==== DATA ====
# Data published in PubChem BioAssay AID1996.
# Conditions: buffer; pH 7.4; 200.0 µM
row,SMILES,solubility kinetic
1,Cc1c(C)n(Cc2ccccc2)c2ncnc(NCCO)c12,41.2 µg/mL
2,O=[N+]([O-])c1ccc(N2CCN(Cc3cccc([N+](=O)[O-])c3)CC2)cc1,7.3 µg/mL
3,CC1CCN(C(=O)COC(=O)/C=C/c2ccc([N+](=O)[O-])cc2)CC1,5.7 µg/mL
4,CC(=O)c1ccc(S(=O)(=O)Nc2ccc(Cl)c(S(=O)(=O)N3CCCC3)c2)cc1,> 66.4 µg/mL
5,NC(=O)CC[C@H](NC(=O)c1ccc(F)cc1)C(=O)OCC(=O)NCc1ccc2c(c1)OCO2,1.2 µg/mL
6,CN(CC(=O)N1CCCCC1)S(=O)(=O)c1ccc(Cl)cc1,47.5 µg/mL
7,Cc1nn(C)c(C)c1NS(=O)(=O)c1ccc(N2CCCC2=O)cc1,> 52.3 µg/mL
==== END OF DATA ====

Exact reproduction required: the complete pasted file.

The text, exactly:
# Data published in PubChem BioAssay AID1996.
# Conditions: buffer; pH 7.4; 200.0 µM
row,SMILES,solubility kinetic
1,Cc1c(C)n(Cc2ccccc2)c2ncnc(NCCO)c12,41.2 µg/mL
2,O=[N+]([O-])c1ccc(N2CCN(Cc3cccc([N+](=O)[O-])c3)CC2)cc1,7.3 µg/mL
3,CC1CCN(C(=O)COC(=O)/C=C/c2ccc([N+](=O)[O-])cc2)CC1,5.7 µg/mL
4,CC(=O)c1ccc(S(=O)(=O)Nc2ccc(Cl)c(S(=O)(=O)N3CCCC3)c2)cc1,> 66.4 µg/mL
5,NC(=O)CC[C@H](NC(=O)c1ccc(F)cc1)C(=O)OCC(=O)NCc1ccc2c(c1)OCO2,1.2 µg/mL
6,CN(CC(=O)N1CCCCC1)S(=O)(=O)c1ccc(Cl)cc1,47.5 µg/mL
7,Cc1nn(C)c(C)c1NS(=O)(=O)c1ccc(N2CCCC2=O)cc1,> 52.3 µg/mL